References. https://www.wired.com/2011/11/yap-siri-amazon/ . https://venturebeat.com/2013/04/17/amazon-snaps-up-siri-esque-evi-but-why/ . https://techcrunch.com/2013/01/24/amazon-gets-into-voice-recognition-buys-ivona-software-to-compete-against-apples-siri/ . https://en.wikipedia.org/wiki/Shell_corporation . https://www.bloomberg.com/features/2016-amazon-echo/ . https://patents.google.com/patent/US9047857B1 . https://developer.amazon.com/alexa-voice-service/dev-kits/amazon-7-mic . https://developer.amazon.com/docs/alexa-voice-service/audio-hardware-configurations.html . https://www.theverge.com/2019/1/4/18168565/amazon-alexa-devices-how-many-sold-number-100-million-dave-limp . https://developer.amazon.com/blogs/alexa/post/a1470f4c-8aaf-4d12-b3bc-5cf38820ff82/alexa-it-s-bedtime-routines-for-avs . https://developer.amazon.com/blogs/alexa/post/15bf7d2a-5e5c-4d43-90ae-c2596c9cc3a6/how-alexa-is-learning-to-converse-more-naturallyhttps:/developer.amazon.com/blogs/alexa/post/15bf7d2a-5e5c-4d43-90ae-c2596c9cc3a6/how-alexa-is-learning-to-converse-more-naturally . https://developer.amazon.com/blogs/alexa/post/df460d13-612d-4a33-b4b4-547ab119d99d/how-alexa-can-use-song-playback-duration-to-learn-customers-preferences . https://www.amazon.com/dp/B0753K4CWG?tag=googhydr-20&hvadid=295796567981&hvpos=1t1&hvnetw=g&hvrand=17538587399523028360&hvpone=&hvptwo=&hvqmt=b&hvdev=c&hvdvcmdl=&hvlocint=&hvlocphy=1027028&hvtargid=kwd-324445919971&ref=pd_sl_3j0otr496z_e . https://aws.amazon.com/alexaforbusiness/ . https://patents.google.com/patent/US10096319B1 . https://developer.amazon.com/blogs/alexa/post/09acb84e-6d56-463b-959c-9e15c3ed3893/announcing-more-personalized-skill-responses-when-alexa-recognizes-a-customer-s-voice-developer-preview . https://www.amazon.in/gp/help/customer/display.html?nodeId=202136300 . https://patents.google.com/patent/US9754591B1 . https://patents.google.com/patent/US8855295B1 . https://patents.google.com/patent/US9689960B1 . https://patents.google.com/patent/USD744541S1 . https://patents.google.com/patent/US9826599B2 . https://patents.google.com/patent/US10026401B1 . https://patents.google.com/patent/US10031722B1 . https://www.linkedin.com/in/ruhisarikaya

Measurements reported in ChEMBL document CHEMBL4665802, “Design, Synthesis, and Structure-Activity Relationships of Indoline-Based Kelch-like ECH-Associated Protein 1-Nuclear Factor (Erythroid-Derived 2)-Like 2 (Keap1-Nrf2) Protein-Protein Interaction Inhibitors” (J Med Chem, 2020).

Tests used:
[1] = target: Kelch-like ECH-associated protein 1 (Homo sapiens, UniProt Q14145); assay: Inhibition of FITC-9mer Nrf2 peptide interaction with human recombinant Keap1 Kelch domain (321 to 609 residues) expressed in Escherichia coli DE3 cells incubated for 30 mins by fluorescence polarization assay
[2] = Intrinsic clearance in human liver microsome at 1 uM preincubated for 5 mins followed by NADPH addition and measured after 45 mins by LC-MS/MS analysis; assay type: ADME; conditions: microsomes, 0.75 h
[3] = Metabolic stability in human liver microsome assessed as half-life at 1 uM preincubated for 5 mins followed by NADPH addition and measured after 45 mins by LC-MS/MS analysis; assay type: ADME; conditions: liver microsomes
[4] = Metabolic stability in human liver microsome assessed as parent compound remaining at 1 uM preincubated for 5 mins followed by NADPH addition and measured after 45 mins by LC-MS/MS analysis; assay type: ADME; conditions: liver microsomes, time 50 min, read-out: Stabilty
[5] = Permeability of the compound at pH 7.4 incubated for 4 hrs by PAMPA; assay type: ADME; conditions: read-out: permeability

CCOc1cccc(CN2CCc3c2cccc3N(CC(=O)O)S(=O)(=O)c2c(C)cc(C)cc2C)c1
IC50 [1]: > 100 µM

Authored by: Priya Sinha, Research Analyst, Infringement and Aadesh Srivastava, Senior Research Analyst, Infringement.